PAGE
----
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Shallow Groundwater Reservoirs May Have Been Common on Mars

Press Release From: Planetary Science Institute
Posted: Sunday, November 28, 2010

image An international research team led by the Planetary Science Institute has found evidence for reservoirs of liquid water on Mars at shallow crustal depths of as little as tens of meters.

J. Alexis Palmero Rodriguez, research scientist at PSI, and the research team came to this conclusion after studying collapsed terrains that occur within some of the solar system's largest channels.

Investigations of similar but vastly larger zones of collapse located where these channels initiate have led previous investigations to postulate that the upper crust of Mars contained vast aquifer systems concealed underneath a global frozen layer kilometers in thickness. However, these zones of large-scale collapse are rare on Mars and their formation most likely took place under exceptional hydrogeologic conditions. The PSI-led team's work documents the distribution of groundwater within crustal zones located beyond these regions.

Citing geologic evidence found in the planet's largest system of channels located in southern circum-Chryse and results from thermal numerical modeling, Rodriguez and his co-authors propose in an article published in Icarus that groundwater reservoirs may have been common within the Martian upper crust.

The numerical model implies that where fine-grained, unconsolidated sedimentary deposits existed on top of an icy permafrost layer, melting of ground ice and the development of subsurface aquifers could have taken place at shallow depths.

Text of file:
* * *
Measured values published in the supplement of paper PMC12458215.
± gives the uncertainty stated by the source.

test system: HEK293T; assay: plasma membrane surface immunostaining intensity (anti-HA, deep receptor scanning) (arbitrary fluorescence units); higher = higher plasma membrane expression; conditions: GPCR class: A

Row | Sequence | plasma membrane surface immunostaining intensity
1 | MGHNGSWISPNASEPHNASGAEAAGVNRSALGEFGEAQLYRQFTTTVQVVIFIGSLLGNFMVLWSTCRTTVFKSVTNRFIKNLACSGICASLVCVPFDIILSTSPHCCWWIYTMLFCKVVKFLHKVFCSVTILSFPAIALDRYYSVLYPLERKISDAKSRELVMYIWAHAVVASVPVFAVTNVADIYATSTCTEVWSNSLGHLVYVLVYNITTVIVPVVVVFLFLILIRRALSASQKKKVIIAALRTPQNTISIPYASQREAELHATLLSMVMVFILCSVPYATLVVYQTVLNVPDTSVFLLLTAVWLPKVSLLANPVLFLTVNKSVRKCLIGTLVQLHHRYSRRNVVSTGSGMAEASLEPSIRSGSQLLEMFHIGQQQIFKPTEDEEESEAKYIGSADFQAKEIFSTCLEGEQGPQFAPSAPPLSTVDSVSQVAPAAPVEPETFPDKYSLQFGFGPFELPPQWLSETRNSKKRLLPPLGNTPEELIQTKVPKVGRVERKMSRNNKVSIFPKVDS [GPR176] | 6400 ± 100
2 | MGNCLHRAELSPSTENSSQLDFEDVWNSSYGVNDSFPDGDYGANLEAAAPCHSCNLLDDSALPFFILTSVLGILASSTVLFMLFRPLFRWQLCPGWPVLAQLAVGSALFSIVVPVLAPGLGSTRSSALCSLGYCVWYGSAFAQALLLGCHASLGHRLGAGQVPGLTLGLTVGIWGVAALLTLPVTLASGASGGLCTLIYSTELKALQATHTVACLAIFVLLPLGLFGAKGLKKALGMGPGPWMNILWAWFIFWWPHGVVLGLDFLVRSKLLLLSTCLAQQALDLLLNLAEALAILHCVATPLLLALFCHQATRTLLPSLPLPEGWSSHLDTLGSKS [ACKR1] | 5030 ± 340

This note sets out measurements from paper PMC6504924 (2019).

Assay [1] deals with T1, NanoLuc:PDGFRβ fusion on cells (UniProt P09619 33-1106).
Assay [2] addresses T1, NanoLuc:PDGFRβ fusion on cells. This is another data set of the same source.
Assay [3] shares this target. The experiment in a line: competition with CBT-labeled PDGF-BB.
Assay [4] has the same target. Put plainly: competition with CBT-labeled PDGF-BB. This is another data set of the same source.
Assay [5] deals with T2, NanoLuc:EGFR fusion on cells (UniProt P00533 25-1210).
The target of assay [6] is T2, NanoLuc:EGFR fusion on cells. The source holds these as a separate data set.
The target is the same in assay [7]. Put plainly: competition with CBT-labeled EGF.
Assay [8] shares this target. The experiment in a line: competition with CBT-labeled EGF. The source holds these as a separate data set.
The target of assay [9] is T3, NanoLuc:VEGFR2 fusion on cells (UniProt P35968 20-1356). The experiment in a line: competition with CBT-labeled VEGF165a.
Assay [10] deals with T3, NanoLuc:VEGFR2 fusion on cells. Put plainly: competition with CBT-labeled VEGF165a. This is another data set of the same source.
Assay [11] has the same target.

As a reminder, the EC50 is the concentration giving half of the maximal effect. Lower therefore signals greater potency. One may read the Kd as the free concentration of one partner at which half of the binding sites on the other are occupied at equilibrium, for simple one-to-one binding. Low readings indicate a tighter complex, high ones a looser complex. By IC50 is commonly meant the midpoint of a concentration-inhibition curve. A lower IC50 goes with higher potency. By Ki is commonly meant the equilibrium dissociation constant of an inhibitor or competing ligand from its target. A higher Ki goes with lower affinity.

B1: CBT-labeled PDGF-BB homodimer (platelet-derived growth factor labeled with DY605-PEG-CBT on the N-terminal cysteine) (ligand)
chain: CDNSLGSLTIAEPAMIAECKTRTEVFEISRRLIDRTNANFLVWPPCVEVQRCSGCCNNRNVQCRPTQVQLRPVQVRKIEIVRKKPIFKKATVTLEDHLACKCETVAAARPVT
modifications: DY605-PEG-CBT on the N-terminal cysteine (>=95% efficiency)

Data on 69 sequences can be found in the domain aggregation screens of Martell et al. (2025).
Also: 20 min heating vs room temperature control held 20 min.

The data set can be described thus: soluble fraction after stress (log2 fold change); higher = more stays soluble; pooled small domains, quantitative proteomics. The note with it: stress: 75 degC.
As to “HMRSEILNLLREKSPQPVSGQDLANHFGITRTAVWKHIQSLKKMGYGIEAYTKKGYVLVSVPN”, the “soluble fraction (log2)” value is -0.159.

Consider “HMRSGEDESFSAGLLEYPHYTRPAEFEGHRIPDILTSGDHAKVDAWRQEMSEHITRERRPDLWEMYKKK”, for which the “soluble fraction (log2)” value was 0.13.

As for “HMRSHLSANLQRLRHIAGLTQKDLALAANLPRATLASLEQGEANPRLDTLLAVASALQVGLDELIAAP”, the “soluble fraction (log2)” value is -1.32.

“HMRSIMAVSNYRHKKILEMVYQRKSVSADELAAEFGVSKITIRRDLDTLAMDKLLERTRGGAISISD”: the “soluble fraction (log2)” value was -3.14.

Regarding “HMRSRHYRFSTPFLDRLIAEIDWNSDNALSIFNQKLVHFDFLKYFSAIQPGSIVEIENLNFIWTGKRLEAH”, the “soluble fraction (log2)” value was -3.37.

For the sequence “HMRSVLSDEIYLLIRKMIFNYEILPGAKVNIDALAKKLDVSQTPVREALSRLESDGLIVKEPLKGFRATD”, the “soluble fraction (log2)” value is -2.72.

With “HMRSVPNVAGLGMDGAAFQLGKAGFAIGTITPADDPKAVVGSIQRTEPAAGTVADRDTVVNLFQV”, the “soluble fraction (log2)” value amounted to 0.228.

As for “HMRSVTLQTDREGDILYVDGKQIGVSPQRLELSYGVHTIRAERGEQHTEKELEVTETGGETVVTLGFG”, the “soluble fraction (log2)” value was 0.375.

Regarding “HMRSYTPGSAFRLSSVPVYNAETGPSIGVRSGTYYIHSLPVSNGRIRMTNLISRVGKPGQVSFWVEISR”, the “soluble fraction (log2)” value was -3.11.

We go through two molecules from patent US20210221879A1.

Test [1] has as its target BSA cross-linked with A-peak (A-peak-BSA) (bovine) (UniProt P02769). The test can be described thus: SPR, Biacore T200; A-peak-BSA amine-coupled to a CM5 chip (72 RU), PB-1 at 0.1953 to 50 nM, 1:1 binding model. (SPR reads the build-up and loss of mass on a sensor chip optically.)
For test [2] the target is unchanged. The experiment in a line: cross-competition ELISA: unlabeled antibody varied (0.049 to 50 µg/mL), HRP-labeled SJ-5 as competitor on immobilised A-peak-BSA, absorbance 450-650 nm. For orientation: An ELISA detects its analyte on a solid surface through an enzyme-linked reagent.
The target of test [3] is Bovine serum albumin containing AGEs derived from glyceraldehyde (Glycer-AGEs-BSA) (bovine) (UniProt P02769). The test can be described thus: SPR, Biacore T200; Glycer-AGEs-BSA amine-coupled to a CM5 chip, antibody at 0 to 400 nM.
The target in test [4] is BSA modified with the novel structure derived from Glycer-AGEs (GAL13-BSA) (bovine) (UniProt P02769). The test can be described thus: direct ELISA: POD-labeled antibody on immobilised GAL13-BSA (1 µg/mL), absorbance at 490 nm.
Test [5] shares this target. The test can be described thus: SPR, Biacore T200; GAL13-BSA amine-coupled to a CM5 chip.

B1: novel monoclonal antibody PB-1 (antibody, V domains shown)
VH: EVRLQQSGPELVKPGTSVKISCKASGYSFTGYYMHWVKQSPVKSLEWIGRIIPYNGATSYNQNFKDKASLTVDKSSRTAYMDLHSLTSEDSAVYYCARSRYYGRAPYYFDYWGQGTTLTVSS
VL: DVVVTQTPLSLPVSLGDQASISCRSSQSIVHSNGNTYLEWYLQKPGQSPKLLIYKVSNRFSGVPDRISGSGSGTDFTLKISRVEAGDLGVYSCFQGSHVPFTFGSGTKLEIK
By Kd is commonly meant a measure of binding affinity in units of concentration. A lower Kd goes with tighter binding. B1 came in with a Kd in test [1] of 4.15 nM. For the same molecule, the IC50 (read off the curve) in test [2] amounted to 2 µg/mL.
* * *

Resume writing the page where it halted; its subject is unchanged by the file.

Extrapolations of their results to the present Martian conditions imply that groundwater may currently exist underneath thermally insulating fine-grained sedimentary deposits approximately 120 meters in thickness. Thus, despite large differences in hydrogeologic histories, average surface temperatures, and internal heat flows of Earth and Mars, some areas of Mars might be similar to typical permafrost on Earth, where shallow aquifers are confined by thin layers of icy permafrost.

These reservoirs could mean the presence of accessible water near the Martian surface, Rodriguez said, which could greatly reduce the costs of future manned exploration of the planet. In addition, it could mean habitable environments may exist at shallow depths, he said.

This research was funded by a grant to PSI from the NASA Mars Data Analysis Program.

Rodriguez is lead author on the paper. Co-authors are: Jeffrey S. Kargel, Department of Hydrology & Water Resources, University of Arizona; Kenneth L. Tanaka, Astrogeology Science Center, U.S. Geological Survey; David A. Crown, Planetary Science Institute; Daniel C. Berman, Planetary Science Institute; Alberto G. Fairen, SETI Institute and Space Science and Astrobiology Division, NASA Ames Research Center; Victor R. Baker, Department of Hydrology & Water Resources, University of Arizona; Roberto Furfaro, Department of Aerospace & Mechanical Engineering, University of Arizona; Pat Candelaria, Department of Aerospace and Mechanical Engineering, University of Arizona and Sho Sasaki, National Astronomical Observatory of Japan.

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The Planetary Science Institute is a private, nonprofit 501(c)(3) corporation dedicated to solar system exploration. It is headquartered in Tucson, Arizona, where it was founded in 1972. PSI scientists are involved in numerous NASA and international missions, the study of Mars and other planets, the Moon, asteroids, comets, interplanetary dust, impact physics, the origin of the solar system, extrasolar planet formation, dynamics, the rise of life, and other areas of research. They conduct fieldwork in North America, Australia and Africa. They also are actively involved in science education and public outreach through school programs, children's books, popular science books and art.

PSI scientists are based in 17 states, the United Kingdom, France, Switzerland, Russia and Australia.

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